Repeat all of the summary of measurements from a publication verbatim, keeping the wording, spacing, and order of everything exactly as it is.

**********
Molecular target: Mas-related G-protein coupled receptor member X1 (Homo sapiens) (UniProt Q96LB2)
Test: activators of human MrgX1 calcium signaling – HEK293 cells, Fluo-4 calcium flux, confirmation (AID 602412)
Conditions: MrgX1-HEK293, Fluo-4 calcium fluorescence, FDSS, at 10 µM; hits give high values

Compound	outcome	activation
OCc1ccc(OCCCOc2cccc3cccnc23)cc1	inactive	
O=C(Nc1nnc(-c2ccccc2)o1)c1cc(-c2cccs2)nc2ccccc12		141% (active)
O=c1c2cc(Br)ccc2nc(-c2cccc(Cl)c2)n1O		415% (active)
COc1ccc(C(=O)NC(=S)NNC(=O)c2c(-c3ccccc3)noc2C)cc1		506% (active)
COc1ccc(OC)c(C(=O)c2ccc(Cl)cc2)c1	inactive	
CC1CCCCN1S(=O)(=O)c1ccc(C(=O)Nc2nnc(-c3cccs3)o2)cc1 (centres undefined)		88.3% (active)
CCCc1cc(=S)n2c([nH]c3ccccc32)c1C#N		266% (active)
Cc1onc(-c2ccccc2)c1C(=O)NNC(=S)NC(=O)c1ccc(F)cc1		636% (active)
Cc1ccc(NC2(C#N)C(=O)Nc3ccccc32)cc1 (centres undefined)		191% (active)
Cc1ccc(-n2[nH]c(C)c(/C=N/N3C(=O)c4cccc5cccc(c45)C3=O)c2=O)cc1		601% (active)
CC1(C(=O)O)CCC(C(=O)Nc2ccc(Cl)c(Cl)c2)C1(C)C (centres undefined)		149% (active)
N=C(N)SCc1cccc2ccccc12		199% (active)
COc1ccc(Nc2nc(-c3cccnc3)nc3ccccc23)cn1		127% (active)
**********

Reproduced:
Molecular target: Mas-related G-protein coupled receptor member X1 (Homo sapiens) (UniProt Q96LB2)
Test: activators of human MrgX1 calcium signaling – HEK293 cells, Fluo-4 calcium flux, confirmation (AID 602412)
Conditions: MrgX1-HEK293, Fluo-4 calcium fluorescence, FDSS, at 10 µM; hits give high values

Compound	outcome	activation
OCc1ccc(OCCCOc2cccc3cccnc23)cc1	inactive	
O=C(Nc1nnc(-c2ccccc2)o1)c1cc(-c2cccs2)nc2ccccc12		141% (active)
O=c1c2cc(Br)ccc2nc(-c2cccc(Cl)c2)n1O		415% (active)
COc1ccc(C(=O)NC(=S)NNC(=O)c2c(-c3ccccc3)noc2C)cc1		506% (active)
COc1ccc(OC)c(C(=O)c2ccc(Cl)cc2)c1	inactive	
CC1CCCCN1S(=O)(=O)c1ccc(C(=O)Nc2nnc(-c3cccs3)o2)cc1 (centres undefined)		88.3% (active)
CCCc1cc(=S)n2c([nH]c3ccccc32)c1C#N		266% (active)
Cc1onc(-c2ccccc2)c1C(=O)NNC(=S)NC(=O)c1ccc(F)cc1		636% (active)
Cc1ccc(NC2(C#N)C(=O)Nc3ccccc32)cc1 (centres undefined)		191% (active)
Cc1ccc(-n2[nH]c(C)c(/C=N/N3C(=O)c4cccc5cccc(c45)C3=O)c2=O)cc1		601% (active)
CC1(C(=O)O)CCC(C(=O)Nc2ccc(Cl)c(Cl)c2)C1(C)C (centres undefined)		149% (active)
N=C(N)SCc1cccc2ccccc12		199% (active)
COc1ccc(Nc2nc(-c3cccnc3)nc3ccccc23)cn1		127% (active)